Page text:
CAMP NANOWRIMO, a more flexible and self-directed version of November’s traditional National Novel Writing Month program, begins tonight at midnight!
This is great way to try NaNo if you’ve not had the courage to do it before. You set your own goal which can be about writing a first draft, or revising a previously existing one. (Or about creating an outline for a new project, or anything, really, as long as you can figure out how to equate it to a goal word count in a way that makes sense to you.)
April’s event has already worked to improve my March productivity because I’ve been tying up loose ends of other projects as I prepare to “go to camp.”
Aside from the motivation provided by the word count graph that is integral to NaNo, there are other perks to becoming a camper. I’ve signed up to be in a “cabin” and I’m already enjoying the enthusiastic messages left by my camp buddies on our message board. (If you don’t want the distraction of social interaction, you can opt out of encabinment.) I particularly love the art created to accompany this session, so I’ll be buying myself this tee from the camp store when I meet my goal.
I know I’m not giving you
very much any notice about this, but I would welcome companionship on this adventure. Because you can set your own goal, it’s entirely reasonable to spend the first several days of camp organizing and developing the project. (That’s what I’ll be doing.) If you want to see my camper profile, or check on my progress, you can visit me at: campnanowrimo.org/campers/theparanormalist.
I’ll be immersing in that project I wanted to tackle last November, before the slump set in so completely. (Yes, it is possible that the very contemplation of that project contributed to the writer’s block itself.) Now that I’ve had some time to think about it, and now that I’m doing better in general, and now that it’s spring, I think I’m ready to dive in.
If you aren’t ready to do camp in April, but are intrigued by the idea, you’re in luck — there will be another session in July. Maybe we can meet up then.
In short, this is a fun, lower-stress introduction to the world of intensive writing and goal-meeting zeitgeist and you should come play!
WRIMOPROG, Writers Monthly Progress, is my own invention, inspired by NaNoWriMo and similar writing challenges. It’s based on hours dedicated to a writing career rather than the cumulative word count of a single project.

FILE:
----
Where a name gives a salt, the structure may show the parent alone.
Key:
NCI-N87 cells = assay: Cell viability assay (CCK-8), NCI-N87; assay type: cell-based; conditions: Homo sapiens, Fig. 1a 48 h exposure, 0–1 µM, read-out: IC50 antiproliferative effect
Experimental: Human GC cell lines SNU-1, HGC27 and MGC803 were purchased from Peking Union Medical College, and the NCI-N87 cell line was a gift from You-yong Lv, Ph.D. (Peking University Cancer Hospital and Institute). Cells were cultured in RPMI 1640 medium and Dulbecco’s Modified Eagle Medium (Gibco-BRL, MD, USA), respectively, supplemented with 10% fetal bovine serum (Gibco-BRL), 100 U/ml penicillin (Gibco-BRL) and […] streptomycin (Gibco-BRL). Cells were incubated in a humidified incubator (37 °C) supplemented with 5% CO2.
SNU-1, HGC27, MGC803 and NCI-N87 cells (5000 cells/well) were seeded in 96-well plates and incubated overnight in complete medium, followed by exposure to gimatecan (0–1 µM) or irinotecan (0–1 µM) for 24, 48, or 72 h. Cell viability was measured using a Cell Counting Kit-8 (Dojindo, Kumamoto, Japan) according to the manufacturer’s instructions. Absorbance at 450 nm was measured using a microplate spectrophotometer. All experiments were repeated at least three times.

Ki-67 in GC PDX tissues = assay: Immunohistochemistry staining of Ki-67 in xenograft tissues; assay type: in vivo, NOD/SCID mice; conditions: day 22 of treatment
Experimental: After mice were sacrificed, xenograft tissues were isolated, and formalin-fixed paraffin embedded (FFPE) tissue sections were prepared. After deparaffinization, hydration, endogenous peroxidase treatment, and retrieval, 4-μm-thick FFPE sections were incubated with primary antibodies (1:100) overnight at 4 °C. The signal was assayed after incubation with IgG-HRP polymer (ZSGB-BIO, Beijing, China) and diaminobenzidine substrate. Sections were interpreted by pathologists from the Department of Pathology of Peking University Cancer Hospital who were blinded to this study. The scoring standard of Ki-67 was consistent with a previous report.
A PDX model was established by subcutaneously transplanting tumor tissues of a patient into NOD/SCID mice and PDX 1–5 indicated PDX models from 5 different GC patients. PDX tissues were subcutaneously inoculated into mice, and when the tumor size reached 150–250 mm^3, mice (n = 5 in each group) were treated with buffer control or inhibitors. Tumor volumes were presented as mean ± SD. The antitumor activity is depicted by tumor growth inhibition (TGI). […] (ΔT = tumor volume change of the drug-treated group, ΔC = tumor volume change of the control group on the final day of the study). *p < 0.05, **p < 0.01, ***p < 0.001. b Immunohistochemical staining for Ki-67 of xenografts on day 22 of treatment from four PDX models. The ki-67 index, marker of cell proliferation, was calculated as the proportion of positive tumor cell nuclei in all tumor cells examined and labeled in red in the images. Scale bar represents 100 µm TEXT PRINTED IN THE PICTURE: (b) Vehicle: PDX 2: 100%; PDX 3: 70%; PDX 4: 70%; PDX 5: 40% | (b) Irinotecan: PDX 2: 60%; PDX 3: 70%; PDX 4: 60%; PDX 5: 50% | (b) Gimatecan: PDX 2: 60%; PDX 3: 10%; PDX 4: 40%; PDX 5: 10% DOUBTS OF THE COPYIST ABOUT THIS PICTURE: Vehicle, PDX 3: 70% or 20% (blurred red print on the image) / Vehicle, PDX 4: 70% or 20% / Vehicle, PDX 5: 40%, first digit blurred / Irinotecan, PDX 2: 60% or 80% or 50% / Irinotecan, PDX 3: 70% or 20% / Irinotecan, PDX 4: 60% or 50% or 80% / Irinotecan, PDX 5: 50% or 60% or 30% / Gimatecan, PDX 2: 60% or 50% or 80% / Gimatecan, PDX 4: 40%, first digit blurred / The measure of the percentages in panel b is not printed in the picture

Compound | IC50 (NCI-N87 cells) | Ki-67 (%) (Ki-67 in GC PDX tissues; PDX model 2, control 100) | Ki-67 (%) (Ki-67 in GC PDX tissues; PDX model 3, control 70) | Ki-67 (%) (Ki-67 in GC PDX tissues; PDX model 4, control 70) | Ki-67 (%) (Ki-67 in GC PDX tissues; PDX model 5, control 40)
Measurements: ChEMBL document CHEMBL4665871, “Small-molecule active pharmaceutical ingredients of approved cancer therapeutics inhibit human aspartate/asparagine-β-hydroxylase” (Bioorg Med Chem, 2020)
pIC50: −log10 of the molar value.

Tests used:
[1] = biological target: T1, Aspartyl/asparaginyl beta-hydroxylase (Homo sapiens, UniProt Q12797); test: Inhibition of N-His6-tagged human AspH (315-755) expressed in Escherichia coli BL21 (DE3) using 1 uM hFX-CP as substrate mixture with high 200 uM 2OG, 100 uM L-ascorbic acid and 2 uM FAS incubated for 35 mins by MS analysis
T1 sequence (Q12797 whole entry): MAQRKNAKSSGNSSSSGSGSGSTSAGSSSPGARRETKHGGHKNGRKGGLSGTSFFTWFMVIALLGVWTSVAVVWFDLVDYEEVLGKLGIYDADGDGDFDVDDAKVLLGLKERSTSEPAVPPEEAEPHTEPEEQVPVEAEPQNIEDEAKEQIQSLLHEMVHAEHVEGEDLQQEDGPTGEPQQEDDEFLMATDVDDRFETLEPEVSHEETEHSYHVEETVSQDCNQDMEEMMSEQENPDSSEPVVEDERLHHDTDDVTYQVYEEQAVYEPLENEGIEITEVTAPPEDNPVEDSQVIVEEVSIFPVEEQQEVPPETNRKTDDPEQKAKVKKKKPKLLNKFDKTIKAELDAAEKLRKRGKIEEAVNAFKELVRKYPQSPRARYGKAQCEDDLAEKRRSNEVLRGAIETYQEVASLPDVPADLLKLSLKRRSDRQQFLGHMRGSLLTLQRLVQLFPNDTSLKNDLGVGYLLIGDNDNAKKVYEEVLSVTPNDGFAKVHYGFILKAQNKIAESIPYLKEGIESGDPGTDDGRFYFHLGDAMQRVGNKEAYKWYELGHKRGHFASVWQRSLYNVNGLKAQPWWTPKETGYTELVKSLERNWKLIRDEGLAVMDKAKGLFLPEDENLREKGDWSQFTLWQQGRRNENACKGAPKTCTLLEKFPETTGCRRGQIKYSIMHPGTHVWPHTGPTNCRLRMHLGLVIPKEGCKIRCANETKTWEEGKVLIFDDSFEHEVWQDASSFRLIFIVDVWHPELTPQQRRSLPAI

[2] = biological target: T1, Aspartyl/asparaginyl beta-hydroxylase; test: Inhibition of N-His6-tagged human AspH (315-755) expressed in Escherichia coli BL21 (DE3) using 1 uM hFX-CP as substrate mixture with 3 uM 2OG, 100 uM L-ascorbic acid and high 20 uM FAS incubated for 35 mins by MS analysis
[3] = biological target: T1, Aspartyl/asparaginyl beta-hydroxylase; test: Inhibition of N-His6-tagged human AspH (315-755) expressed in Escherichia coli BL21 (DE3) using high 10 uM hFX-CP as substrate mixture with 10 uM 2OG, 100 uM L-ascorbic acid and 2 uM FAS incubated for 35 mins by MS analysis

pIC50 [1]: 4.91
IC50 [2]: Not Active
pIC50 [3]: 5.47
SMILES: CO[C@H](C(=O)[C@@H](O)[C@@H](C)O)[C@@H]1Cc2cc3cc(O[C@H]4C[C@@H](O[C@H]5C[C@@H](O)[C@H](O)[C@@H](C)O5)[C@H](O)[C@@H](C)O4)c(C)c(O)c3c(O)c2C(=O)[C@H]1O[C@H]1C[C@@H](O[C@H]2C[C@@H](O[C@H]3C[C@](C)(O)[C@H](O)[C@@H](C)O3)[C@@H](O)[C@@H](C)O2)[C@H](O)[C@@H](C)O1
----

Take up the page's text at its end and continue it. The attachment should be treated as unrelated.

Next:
Of course, I’ve mentioned this creation before so I won’t spend time describing it here. All the information you need to get set up is available at the WriMoProg homepage, which you can always access from my header.
In short, if there’s something about NaNoWriMo that appeals to you, but you’d rather embark on long-term, sustainable, productivity-improvement journey, you might find WriMoProg more suitable for your needs.
PROGRESS / WORD COUNT METERS can be a fun way to visualize and acknowledge your accomplishments, and share information with supporters.
I’ll be doing A LOT of self-monitoring in this upcoming month and into the foreseeable future. It really seems to help keep me focused and on-track. I’ll be using both Camp NaNoWriMo and WriMoProg in April. Camp NaNo will help me with drafting the beginning of my new novel, and WriMoPro will help me with staying on top of my blogging and other writerly tasks. Each challenge has its own way of tracking progress, but it never hurts to add on a pretty graphic widget as well.
One particular progress meter – the word count meter from Critique Circle – can be used for both challenges. This is another gadget that I’ve shared with you before, but it merits another mention for multiple reasons:
- unlike other widgets, it can be displayed in a post or sidebar here at wordpress.com
- it’s a beauty – simple, elegant and customizable
- it’s easy to update, in that you click the image wherever it appears and update your count in a dead-simple form, then copy and past the generated code wherever you want it
- during the month of November (but not during camp months) the meter can be directly linked to your NaNoWriMo graph
- though it’s intended to track word counts, you can enter any number range which means it can be used to track hours
For the purpose of this post, I have indicated that I’ve achieved about 25% of my goals, so that you can see what they look like in use. Of course, any meter you see in an April post will reflect my actual progress.
This is what my word count meter for April’s Camp NaNoWriMo looks like:
And this is what my hours-spent meter for April’s WriMoProg looks like:
In short, if you have need of a progress meter that will work where others won’t, get it at Critique Circle.
I have two more amazing writer tools to share in future posts.
The first one has been so life-changing for me that it deserves its own post. (Hint: it’s a free editorial calendar … but also so much more. And I don’t mean the on-board calendar that you folks with wordpress.org can install as a plugin.) Look for that post soon.
The second find will be getting its trial by fire starting tomorrow, so I probably won’t be posting about it until mid-month, but I’m eager to see how well it works in practice. I’m really excited about the program after exhaustively reading about what it does. (Hint: it will be taking the place of a TON of word documents containing plot notes, character sketches, orphan scenes, timelines, etc. At least I hope it will.)
Now it’s time to get back to full-on writing. Wish me luck, Folks.